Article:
Zen Spot #15 — Mindfulness, meditation and waiting for the R5 February 2, 2018 00:05
I love train stations. In particular, Philadelphia’s 30th Street Station. It is a temple whose altar holds a thirty-nine foot bronze statue of the Archangel Michael carrying the limp body of a fallen soldier into the arms of God.
The station serves regional commuters who ride the rails into Center City every day to work. Simultaneously, business people, tourists and worldwide travelers can catch a train that will take them anywhere in America — or to an any number of airports from which they can depart to Auckland, Dar el Salaam, Paris, Shanghai or Rio de Janerio. From this place, it awes me that people can begin an adventure or return to the warmth of home.
As you might expect, thousands of people move through it’s cavernous main hall, past brilliant sunshine that blasts through five-story cathedral windows, whitewashing the marble floors, sometimes blinding passersby. Despite the activity, the bustle is muted excepting the public address system updating and directing travelers.
The worldwide trains arrive and depart from beneath the main terminal. Regional rail carries people to their destinations from above and slightly to the north, departing on platforms that open to the east and west. The east holds a spectacular view of the skyline across the Schuykill River. The west, when trains head in that direction, mostly carry people home.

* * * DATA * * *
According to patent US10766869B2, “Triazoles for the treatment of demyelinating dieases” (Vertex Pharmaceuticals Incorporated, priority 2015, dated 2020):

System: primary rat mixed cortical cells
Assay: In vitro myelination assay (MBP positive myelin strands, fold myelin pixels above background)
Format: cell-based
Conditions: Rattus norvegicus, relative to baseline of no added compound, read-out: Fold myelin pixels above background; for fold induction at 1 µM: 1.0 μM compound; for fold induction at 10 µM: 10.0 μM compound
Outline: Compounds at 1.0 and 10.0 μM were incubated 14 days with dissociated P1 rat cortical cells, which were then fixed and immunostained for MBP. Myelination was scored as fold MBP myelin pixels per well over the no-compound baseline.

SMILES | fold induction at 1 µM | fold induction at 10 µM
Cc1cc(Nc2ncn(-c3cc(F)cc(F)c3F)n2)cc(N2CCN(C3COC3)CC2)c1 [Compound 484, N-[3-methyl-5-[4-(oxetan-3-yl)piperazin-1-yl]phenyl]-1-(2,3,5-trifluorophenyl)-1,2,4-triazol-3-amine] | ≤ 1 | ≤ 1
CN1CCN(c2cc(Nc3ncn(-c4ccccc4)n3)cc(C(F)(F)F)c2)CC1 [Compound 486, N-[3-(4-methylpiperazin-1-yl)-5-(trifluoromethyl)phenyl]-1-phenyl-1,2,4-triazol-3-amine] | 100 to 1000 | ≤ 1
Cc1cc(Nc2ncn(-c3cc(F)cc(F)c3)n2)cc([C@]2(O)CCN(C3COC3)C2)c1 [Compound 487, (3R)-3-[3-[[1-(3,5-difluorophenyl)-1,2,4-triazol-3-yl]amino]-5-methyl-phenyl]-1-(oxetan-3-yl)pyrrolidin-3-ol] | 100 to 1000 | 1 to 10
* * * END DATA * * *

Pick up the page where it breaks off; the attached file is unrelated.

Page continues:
Above the platform is a curved glass roof held sturdy by thick, swerving steel beams with thousands of giant rivets. The curves are unthinkable and brilliant. How to bend girders like rubber into cupped hands that fold open to widely welcome blue through skylights?
People rarely speak to each other while standing on the platform. It’s always quiet, at any time of day, save the occassional distant hiss and squeal of steel wheels chalkboarding against rails. In the summer, humidity absorbs sound. At night, with few people on the platform, it becomes a warehouse palace worthy of a Paris Metro station. In winter, it is a desert — a tunnel-whistle that one can feel more than hear.
Spaced along the platform are wood benches that are both hard and comfortable.
Sit. Breathe. Listen. Breathe. Close your eyes. Become nothing.
An artist, entrepreneur and writer walking the Buddhist path, his art focuses on the Dharma Wheel. The four wheels shown above are among over 600 Michael has created over the course of his career. Each has a unique story. If you’d like to read the story of these wheels or purchase a framed 20" x 20" ready-to-hang print, visit SilkDharma.com.
What are The Four Noble Truths?
- The truth of suffering
- The truth of the origin of suffering
- The truth of the cessation of suffering
- The truth of the path to the cessation of suffering
What is The Noble Eightfold Path?
- Right view
- Right intention
- Right action
- Right speech
- Right livelihood
- Right effort
- Right mindfulness
- Right concentration
What is a Dharma Wheel?